Updated: August 10, 2020 9:55:19 am
Ahead of Independence Day, kite sellers in the capital are struggling to keep business alive. With some selling kites with banned Chinese manjha, sellers have been trying to protect their business from police and find customers during the partial lockdown period.
On Friday, Delhi Police conducted raids in more than 10 shops in Chand Mohalla and booked five kite sellers for selling Chinese manjha (made of nylon and plastic) and Bareilly ka manjha (coated with glass or metal).
Following a string of accidents in the capital, the Delhi government moved a notification banning Chinese and Bareilly ka manjha in 2017. Last year, six people, including two minors, died in road accidents caused by stray manjha. The strings get entangled around a person’s neck and cause severe injuries.
Police said the offenders were booked under section 5 of the Environment Protection Act. The punishment is up to five years of prison and/or a fine of Rs 1 lakh. A senior officer in Shahdara said, “We received information about the kite sellers and sent a team to raid Chand Mohalla, a big market in Shahdara. The offenders said they didn’t know about the manjha ban. We have registered a case against them and will probe the matter.”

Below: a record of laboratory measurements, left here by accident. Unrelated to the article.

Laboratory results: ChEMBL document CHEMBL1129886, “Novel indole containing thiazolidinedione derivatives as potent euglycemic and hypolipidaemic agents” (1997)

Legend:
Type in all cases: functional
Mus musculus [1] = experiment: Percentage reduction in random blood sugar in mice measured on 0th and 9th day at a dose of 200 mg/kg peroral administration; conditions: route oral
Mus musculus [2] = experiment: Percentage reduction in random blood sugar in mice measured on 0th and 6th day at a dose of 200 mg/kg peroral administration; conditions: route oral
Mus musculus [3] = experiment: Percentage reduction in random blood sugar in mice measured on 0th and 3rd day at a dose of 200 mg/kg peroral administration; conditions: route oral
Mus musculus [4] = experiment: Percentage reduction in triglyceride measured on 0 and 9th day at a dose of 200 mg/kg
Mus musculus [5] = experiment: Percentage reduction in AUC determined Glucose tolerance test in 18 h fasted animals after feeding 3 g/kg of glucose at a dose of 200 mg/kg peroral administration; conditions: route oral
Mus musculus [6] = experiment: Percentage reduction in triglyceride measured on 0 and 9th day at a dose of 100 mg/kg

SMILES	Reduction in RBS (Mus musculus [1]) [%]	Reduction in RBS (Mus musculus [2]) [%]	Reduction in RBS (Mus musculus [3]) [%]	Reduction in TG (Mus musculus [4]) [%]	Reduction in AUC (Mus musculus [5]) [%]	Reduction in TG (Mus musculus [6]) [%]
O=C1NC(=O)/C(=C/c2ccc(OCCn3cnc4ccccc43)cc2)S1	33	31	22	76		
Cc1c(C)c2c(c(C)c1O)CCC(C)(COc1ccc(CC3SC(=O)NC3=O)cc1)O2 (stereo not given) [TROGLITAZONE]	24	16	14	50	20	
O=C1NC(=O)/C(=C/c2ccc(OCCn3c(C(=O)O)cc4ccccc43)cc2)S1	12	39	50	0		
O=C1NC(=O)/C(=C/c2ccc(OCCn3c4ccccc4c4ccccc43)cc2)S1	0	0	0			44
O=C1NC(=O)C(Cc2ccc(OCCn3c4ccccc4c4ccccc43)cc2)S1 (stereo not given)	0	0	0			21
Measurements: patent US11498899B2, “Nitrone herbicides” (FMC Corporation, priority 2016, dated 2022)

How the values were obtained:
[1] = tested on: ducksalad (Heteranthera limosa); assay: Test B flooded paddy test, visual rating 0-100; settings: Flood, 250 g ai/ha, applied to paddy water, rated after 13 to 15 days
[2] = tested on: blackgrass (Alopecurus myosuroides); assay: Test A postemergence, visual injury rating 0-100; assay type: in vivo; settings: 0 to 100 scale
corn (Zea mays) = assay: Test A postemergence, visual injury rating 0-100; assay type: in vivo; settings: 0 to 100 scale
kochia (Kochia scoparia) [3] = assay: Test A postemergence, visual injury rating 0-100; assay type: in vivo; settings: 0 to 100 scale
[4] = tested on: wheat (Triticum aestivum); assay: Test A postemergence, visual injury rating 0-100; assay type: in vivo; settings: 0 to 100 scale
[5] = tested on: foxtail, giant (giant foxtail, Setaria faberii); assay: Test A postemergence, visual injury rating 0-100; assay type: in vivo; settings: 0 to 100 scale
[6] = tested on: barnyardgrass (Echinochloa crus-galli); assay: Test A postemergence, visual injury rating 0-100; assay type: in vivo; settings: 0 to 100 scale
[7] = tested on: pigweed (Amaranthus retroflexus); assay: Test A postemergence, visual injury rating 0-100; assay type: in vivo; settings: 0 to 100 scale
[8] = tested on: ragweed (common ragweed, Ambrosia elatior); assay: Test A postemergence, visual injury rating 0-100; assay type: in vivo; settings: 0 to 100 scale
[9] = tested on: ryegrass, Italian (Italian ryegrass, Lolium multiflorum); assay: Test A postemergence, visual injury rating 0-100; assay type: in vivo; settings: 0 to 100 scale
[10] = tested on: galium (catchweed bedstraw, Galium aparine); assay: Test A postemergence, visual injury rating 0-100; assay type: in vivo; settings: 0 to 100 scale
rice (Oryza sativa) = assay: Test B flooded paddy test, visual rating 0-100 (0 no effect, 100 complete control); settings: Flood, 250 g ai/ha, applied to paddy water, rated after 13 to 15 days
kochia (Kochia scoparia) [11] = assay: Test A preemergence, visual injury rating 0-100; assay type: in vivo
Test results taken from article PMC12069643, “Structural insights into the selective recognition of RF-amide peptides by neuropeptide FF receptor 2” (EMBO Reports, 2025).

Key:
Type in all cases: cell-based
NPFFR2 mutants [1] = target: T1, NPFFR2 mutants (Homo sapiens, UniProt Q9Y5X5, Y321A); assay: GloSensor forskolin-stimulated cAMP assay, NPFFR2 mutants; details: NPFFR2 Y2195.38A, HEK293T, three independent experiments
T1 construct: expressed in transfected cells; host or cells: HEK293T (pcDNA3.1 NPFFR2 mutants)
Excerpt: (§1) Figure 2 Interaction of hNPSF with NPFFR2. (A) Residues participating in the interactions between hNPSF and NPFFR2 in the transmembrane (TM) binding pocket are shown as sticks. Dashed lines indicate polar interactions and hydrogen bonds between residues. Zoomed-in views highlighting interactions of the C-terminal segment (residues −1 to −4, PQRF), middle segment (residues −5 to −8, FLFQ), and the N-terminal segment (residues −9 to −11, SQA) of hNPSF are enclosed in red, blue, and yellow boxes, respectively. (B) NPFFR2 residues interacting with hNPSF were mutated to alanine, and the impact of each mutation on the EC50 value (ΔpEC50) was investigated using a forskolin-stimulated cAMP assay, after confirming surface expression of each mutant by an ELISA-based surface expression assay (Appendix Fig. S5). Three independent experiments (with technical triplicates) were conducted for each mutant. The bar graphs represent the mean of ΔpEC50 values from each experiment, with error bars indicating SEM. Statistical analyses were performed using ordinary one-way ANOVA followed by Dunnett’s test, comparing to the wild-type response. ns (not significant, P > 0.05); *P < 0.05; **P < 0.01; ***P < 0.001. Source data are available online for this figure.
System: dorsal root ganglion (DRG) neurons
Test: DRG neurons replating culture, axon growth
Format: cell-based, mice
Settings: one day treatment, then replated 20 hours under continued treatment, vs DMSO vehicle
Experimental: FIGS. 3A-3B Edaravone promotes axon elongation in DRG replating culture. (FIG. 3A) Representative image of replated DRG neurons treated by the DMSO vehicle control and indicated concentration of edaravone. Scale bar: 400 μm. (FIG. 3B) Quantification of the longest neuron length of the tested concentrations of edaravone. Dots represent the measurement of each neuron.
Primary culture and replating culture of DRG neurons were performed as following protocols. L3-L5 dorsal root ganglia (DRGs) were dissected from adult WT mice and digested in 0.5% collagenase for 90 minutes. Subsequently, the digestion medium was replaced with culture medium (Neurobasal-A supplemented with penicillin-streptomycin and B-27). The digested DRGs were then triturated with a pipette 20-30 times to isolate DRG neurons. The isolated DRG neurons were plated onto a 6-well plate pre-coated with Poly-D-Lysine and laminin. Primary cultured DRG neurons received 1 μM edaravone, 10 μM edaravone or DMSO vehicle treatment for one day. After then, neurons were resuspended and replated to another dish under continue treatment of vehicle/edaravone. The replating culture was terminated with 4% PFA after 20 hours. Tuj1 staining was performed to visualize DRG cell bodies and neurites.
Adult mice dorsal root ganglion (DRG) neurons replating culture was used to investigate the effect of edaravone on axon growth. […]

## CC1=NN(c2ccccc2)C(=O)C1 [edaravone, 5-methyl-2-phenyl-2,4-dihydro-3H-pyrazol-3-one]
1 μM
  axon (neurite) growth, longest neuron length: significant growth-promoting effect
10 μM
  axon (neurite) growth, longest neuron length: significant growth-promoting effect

Pradeep Barman, PETA India Advocacy Associate, said, “More than 900 birds died last year due to manjha. The kite string is made of cotton but the glass coating one is dangerous… Despite the ban, people keep selling them.”
Meanwhile, kite sellers said they are struggling to sustain their business. Ashwini Rajput (31) has been selling kites for a decade but this year, he has been able to sell only 5-10 kites a day near Lal Kuan market.
“Most of the raw material for the kites comes from UP and Haryana. Due to the lockdown, factories were shut and police didn’t allow transport of the material. Now, we have opened a small stall near Lal Kuan because we can’t afford the rent for a shop. I remember selling more than 500 kites a day last year. Now people don’t come out of their homes, why would they buy kites?” he said. Rajput said he and his family only make kites and don’t sell manjha.
Vivek Kumar (27), who opened a stall near Sadar Bazar, said, “There are many Covid cases near the market and most shops haven’t opened. I took money from my father to open the stall. I make kites with my elder brother. This year, I have only been able to sell 30% of the kites. We wear gloves and a mask, and clean our stall after every hour. I want to sell kites but people are scared. They look at the kites but don’t buy them. I might have to throw hundreds of kites because of this situation.”
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